React Native - State


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The data inside React Components is managed by state and props. In this chapter, we will talk about state.

Difference between State and Props

The state is mutable while props are immutable. This means that state can be updated in the future while props cannot be updated.

Using State

This is our root component. We are just importing Home which will be used in most of the chapters.

NOTE − This file won't change during the course of this tutorial, so we will leave it out in the future.

index.ios.js

import React, { Component } from 'react';
import { AppRegistry, View } from 'react-native';
import Home from './src/components/home/Home.js'

class reactTutorialApp extends Component {
   render() {
      return (
         <View>
            <Home />
         </View>
      );
   }
}
export default reactTutorialApp

AppRegistry.registerComponent('reactTutorialApp', () ⇒ reactTutorialApp);

Initial state is defined inside the Home class by using the state = {} syntax.

We will bind myText in a view using the {this.state.myText} syntax.

src/components/home/Home.js

import React, { Component } from 'react';
import { Text, View } from 'react-native';

class Home extends Component {
   state = {
      myState: 'Lorem ipsum dolor sit amet, consectetur adipisicing elit, 
         sed do eiusmod tempor incididunt ut labore et dolore magna aliqua.
         Ut enim ad   minim veniam, quis nostrud  exercitation ullamco laboris 
         nisi ut aliquip ex ea commodo consequat. Duis aute irure dolor in
         reprehenderit in voluptate velit esse cillum dolore eu fugiat nulla pariatur.
         Excepteur sint occaecat cupidatat non proident, sunt in culpa qui 
         officia deserunt mollit anim id est laborum.'
   }
   render() {
      return (
         <View>
            <Text>
               {this.state.myState}
            </Text>
         </View>
      );
   }
}
export default Home;

We can see in emulator text from the state as in the following screenshot.

React Native State

Updating State

Since state is mutable, we can update it by creating the deleteState function and call it using the onPress = {this.deleteText} event.

src/components/home/Home.js

import React, { Component } from 'react'
import { Text, View } from 'react-native'

class Home extends Component {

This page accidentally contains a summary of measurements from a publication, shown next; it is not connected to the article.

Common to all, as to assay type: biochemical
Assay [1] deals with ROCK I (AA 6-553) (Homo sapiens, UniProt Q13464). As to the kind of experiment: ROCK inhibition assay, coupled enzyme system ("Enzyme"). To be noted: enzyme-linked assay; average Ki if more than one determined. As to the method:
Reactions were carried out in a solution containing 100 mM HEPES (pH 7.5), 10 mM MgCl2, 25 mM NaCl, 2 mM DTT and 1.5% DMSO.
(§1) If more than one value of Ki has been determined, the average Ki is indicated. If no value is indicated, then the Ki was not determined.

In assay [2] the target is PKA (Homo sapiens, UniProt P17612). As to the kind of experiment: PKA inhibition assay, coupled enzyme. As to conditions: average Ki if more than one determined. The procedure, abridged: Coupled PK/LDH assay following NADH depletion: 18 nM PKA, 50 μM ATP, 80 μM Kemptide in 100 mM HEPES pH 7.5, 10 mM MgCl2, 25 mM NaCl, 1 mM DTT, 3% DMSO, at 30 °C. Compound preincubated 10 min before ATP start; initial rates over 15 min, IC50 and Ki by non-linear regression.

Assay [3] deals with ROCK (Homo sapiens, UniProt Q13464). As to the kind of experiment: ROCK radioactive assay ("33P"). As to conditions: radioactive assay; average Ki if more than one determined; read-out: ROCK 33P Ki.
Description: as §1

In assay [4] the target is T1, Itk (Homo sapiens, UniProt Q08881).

state = {
      myState: 'Lorem ipsum dolor sit amet, consectetur adipisicing elit, sed 
         do eiusmod tempor incididunt ut labore et dolore magna aliqua.
         Ut enim ad minim veniam, quis nostrud exercitation ullamco laboris nisi
         ut aliquip ex ea commodo consequat. Duis aute irure dolor in reprehenderit 
         in voluptate velit esse cillum dolore eu fugiat nulla pariatur.
         Excepteur sint occaecat cupidatat non proident, sunt in culpa qui officia
         deserunt mollit anim id est laborum.'
   }
   updateState = () ⇒ this.setState({ myState: 'The state is updated' })
   render() {
      return (
         <View>
            <Text onPress = {this.updateState}>
               {this.state.myState}
            </Text>
         </View>
      );
   }
}
export default Home;

NOTES − In all chapters, we will use the class syntax for stateful (container) components and function syntax for stateless (presentational) components. We will learn more about components in the next chapter.

In our second example, we are using the arrow function syntax for updateState. You should keep in mind that this syntax uses the lexical scope, and this keyword will be bound to the environment object (Class). This will sometimes lead to unexpected behavior.

The other way to define methods is to use the EC5 functions but in that case we will need to bind this manually in the constructor. Consider the following example to understand this.

class Home extends Component {
   constructor(){
      super()
      this.updateState = this.updateState.bind(this)
   }
   updateState(){
      //
   }
   render(){
      //
   }
}


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